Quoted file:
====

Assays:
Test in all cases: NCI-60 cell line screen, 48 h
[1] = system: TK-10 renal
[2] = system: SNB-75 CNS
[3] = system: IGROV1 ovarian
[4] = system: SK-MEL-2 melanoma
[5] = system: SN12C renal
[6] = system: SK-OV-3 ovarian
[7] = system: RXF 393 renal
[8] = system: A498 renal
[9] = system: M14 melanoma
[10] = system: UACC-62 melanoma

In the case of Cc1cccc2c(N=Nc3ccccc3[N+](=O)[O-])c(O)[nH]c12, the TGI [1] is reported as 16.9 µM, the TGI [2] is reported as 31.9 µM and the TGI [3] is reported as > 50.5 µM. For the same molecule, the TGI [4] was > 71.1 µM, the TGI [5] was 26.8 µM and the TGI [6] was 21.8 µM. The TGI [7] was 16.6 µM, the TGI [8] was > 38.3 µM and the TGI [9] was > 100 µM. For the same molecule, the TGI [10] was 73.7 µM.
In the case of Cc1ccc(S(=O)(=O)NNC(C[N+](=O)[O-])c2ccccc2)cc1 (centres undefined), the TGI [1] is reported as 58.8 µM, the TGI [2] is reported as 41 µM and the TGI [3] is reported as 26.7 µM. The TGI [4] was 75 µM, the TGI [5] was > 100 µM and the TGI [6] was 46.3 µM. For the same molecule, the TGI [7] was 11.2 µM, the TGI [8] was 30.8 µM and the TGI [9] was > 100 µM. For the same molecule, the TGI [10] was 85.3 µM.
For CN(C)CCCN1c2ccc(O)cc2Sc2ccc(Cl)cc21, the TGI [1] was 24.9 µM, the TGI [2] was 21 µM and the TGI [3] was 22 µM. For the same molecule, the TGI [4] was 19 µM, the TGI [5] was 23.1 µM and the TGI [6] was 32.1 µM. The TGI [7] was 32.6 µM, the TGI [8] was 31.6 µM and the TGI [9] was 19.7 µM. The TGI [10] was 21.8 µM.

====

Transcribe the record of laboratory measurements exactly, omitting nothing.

Assays:
Test in all cases: NCI-60 cell line screen, 48 h
[1] = system: TK-10 renal
[2] = system: SNB-75 CNS
[3] = system: IGROV1 ovarian
[4] = system: SK-MEL-2 melanoma
[5] = system: SN12C renal
[6] = system: SK-OV-3 ovarian
[7] = system: RXF 393 renal
[8] = system: A498 renal
[9] = system: M14 melanoma
[10] = system: UACC-62 melanoma

In the case of Cc1cccc2c(N=Nc3ccccc3[N+](=O)[O-])c(O)[nH]c12, the TGI [1] is reported as 16.9 µM, the TGI [2] is reported as 31.9 µM and the TGI [3] is reported as > 50.5 µM. For the same molecule, the TGI [4] was > 71.1 µM, the TGI [5] was 26.8 µM and the TGI [6] was 21.8 µM. The TGI [7] was 16.6 µM, the TGI [8] was > 38.3 µM and the TGI [9] was > 100 µM. For the same molecule, the TGI [10] was 73.7 µM.
In the case of Cc1ccc(S(=O)(=O)NNC(C[N+](=O)[O-])c2ccccc2)cc1 (centres undefined), the TGI [1] is reported as 58.8 µM, the TGI [2] is reported as 41 µM and the TGI [3] is reported as 26.7 µM. The TGI [4] was 75 µM, the TGI [5] was > 100 µM and the TGI [6] was 46.3 µM. For the same molecule, the TGI [7] was 11.2 µM, the TGI [8] was 30.8 µM and the TGI [9] was > 100 µM. For the same molecule, the TGI [10] was 85.3 µM.
For CN(C)CCCN1c2ccc(O)cc2Sc2ccc(Cl)cc21, the TGI [1] was 24.9 µM, the TGI [2] was 21 µM and the TGI [3] was 22 µM. For the same molecule, the TGI [4] was 19 µM, the TGI [5] was 23.1 µM and the TGI [6] was 32.1 µM. The TGI [7] was 32.6 µM, the TGI [8] was 31.6 µM and the TGI [9] was 19.7 µM. The TGI [10] was 21.8 µM.